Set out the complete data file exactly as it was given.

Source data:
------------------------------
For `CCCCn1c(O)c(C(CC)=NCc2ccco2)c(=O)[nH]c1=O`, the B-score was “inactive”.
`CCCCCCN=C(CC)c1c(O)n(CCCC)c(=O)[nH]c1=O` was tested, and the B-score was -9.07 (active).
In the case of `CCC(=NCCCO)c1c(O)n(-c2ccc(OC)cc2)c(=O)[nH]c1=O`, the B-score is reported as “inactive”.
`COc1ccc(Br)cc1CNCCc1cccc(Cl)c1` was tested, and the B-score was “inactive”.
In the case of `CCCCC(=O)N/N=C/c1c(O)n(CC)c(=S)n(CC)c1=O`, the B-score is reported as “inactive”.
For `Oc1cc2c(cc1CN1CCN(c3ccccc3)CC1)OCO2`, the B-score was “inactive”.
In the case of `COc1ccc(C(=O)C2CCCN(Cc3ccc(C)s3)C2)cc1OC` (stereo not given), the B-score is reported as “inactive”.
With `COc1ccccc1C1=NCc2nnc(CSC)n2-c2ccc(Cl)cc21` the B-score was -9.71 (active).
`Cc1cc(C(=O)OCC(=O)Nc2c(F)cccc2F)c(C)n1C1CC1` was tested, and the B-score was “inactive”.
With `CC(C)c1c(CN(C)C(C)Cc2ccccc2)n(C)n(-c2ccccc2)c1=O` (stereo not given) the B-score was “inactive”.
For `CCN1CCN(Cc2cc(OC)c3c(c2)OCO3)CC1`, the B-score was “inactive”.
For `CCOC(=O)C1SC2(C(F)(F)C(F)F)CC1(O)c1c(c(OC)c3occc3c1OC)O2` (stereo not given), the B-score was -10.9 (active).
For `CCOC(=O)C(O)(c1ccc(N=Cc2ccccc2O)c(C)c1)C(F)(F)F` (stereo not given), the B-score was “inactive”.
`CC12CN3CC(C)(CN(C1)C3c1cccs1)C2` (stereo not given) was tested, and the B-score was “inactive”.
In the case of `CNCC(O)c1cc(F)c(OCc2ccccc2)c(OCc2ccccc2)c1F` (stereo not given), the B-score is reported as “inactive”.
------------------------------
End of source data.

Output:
For `CCCCn1c(O)c(C(CC)=NCc2ccco2)c(=O)[nH]c1=O`, the B-score was “inactive”.
`CCCCCCN=C(CC)c1c(O)n(CCCC)c(=O)[nH]c1=O` was tested, and the B-score was -9.07 (active).
In the case of `CCC(=NCCCO)c1c(O)n(-c2ccc(OC)cc2)c(=O)[nH]c1=O`, the B-score is reported as “inactive”.
`COc1ccc(Br)cc1CNCCc1cccc(Cl)c1` was tested, and the B-score was “inactive”.
In the case of `CCCCC(=O)N/N=C/c1c(O)n(CC)c(=S)n(CC)c1=O`, the B-score is reported as “inactive”.
For `Oc1cc2c(cc1CN1CCN(c3ccccc3)CC1)OCO2`, the B-score was “inactive”.
In the case of `COc1ccc(C(=O)C2CCCN(Cc3ccc(C)s3)C2)cc1OC` (stereo not given), the B-score is reported as “inactive”.
With `COc1ccccc1C1=NCc2nnc(CSC)n2-c2ccc(Cl)cc21` the B-score was -9.71 (active).
`Cc1cc(C(=O)OCC(=O)Nc2c(F)cccc2F)c(C)n1C1CC1` was tested, and the B-score was “inactive”.
With `CC(C)c1c(CN(C)C(C)Cc2ccccc2)n(C)n(-c2ccccc2)c1=O` (stereo not given) the B-score was “inactive”.
For `CCN1CCN(Cc2cc(OC)c3c(c2)OCO3)CC1`, the B-score was “inactive”.
For `CCOC(=O)C1SC2(C(F)(F)C(F)F)CC1(O)c1c(c(OC)c3occc3c1OC)O2` (stereo not given), the B-score was -10.9 (active).
For `CCOC(=O)C(O)(c1ccc(N=Cc2ccccc2O)c(C)c1)C(F)(F)F` (stereo not given), the B-score was “inactive”.
`CC12CN3CC(C)(CN(C1)C3c1cccs1)C2` (stereo not given) was tested, and the B-score was “inactive”.
In the case of `CNCC(O)c1cc(F)c(OCc2ccccc2)c(OCc2ccccc2)c1F` (stereo not given), the B-score is reported as “inactive”.